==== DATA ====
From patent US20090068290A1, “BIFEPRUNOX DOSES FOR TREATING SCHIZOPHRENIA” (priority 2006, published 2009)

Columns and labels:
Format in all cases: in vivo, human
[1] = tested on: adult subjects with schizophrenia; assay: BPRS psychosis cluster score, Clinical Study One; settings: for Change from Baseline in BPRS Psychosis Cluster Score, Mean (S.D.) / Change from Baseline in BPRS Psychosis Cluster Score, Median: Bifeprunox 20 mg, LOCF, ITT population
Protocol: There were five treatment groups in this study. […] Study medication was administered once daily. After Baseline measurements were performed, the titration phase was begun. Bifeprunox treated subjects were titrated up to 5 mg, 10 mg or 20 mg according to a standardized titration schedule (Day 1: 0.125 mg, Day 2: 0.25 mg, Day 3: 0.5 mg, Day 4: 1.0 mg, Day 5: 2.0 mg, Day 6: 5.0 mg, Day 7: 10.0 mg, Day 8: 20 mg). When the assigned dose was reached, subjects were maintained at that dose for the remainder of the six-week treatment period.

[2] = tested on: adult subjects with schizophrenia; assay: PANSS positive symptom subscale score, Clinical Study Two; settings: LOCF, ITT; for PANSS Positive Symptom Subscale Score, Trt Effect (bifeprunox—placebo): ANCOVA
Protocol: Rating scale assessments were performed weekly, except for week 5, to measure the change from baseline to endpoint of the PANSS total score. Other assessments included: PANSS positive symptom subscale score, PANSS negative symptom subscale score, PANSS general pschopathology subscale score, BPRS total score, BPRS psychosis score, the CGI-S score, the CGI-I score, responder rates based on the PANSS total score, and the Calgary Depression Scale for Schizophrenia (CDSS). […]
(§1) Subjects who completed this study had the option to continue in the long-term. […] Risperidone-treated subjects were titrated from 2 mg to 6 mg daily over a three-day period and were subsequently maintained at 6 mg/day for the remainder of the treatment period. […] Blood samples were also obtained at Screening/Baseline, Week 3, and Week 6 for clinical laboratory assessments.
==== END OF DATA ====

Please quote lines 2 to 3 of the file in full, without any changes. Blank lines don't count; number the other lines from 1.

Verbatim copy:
Columns and labels:
Format in all cases: in vivo, human